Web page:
The BBC reports: “I’ve tasted it, and it’s great. If I had to put a flavour on it, I’d say it’s slightly umami,” says Peter Rowe, chief executive of biotech firm Deep Branch.
Mr Rowe clearly takes his work seriously, as he is not talking about food for humans. Instead, he has sampled an artificial protein that has been created to feed to animals.
Mr Rowe and his partners are trying to reduce the carbon footprint of animal feed which is often shipped around the world.
“If you take soy production, which is the primary protein source for feeding things like chickens, or if you take fishmeal production, which is the primary protein source for salmon, both of these tend to be done in South America,” says Mr Rowe.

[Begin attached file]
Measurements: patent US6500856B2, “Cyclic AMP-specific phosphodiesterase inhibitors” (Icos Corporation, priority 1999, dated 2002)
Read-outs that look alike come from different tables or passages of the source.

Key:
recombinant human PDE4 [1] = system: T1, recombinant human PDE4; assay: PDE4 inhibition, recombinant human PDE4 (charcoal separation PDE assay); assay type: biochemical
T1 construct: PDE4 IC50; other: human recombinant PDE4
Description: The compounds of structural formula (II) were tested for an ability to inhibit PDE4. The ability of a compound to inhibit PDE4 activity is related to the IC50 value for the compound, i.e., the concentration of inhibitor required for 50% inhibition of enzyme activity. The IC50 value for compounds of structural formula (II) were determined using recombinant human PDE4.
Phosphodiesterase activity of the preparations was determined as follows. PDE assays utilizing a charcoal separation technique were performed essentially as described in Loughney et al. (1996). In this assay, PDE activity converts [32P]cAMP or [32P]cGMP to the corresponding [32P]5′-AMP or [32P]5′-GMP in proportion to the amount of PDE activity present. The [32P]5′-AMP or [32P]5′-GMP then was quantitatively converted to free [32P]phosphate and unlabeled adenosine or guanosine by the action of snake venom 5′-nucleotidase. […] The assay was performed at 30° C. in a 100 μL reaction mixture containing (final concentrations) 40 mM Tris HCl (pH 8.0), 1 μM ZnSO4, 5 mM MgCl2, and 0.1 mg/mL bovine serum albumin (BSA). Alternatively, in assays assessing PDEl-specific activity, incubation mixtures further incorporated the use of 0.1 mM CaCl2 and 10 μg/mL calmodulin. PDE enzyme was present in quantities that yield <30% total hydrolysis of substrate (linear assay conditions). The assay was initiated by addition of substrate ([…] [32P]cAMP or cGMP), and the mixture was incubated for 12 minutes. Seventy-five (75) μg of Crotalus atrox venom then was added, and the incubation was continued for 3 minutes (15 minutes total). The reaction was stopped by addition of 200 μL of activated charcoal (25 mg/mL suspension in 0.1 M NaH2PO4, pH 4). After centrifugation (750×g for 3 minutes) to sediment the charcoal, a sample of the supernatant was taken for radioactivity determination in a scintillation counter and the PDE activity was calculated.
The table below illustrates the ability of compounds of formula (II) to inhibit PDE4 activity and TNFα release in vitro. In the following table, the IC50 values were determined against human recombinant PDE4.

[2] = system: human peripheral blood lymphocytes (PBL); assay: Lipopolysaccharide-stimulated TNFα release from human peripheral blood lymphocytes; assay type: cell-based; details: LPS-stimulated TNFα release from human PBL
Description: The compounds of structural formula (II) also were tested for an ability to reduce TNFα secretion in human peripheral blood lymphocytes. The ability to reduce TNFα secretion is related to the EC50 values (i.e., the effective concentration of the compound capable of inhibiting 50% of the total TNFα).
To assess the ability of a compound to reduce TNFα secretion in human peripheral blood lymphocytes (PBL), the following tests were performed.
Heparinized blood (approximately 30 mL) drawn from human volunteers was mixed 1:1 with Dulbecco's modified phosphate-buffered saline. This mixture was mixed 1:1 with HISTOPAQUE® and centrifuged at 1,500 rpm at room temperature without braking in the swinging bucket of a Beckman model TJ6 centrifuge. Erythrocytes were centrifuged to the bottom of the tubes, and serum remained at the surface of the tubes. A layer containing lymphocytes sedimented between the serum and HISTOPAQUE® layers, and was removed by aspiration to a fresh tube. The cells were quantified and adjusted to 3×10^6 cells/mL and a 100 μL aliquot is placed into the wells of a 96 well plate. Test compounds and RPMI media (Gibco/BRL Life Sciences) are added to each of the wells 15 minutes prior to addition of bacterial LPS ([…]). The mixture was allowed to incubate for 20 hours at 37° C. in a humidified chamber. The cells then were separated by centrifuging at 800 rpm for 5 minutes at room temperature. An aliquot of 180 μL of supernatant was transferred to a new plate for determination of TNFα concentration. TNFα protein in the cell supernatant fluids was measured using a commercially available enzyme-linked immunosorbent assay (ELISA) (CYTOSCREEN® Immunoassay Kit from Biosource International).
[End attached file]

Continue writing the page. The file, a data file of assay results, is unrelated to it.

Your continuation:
In the case of fishmeal, anchovies are caught off the Pacific coast of Peru and Chile, processed and shipped around the world. Similarly, soy plantations in Brazil or Argentina may involve clearing forest and require large quantities of fertiliser, heavy usage of agricultural machinery and, again, long-distance shipping.
“So a lot of the carbon intensity comes from the processes themselves, and a big part is the carbon intensity of shipping it over,” says Mr Rowe.
One answer is to base animal feeds on single-cell proteins (SCPs), produced through a fermentation process involving yeast, bacteria or algae. Plants can be located anywhere that there’s an available feedstock for the micro-organisms: methane, ethanol, sugar, biogas or even wood.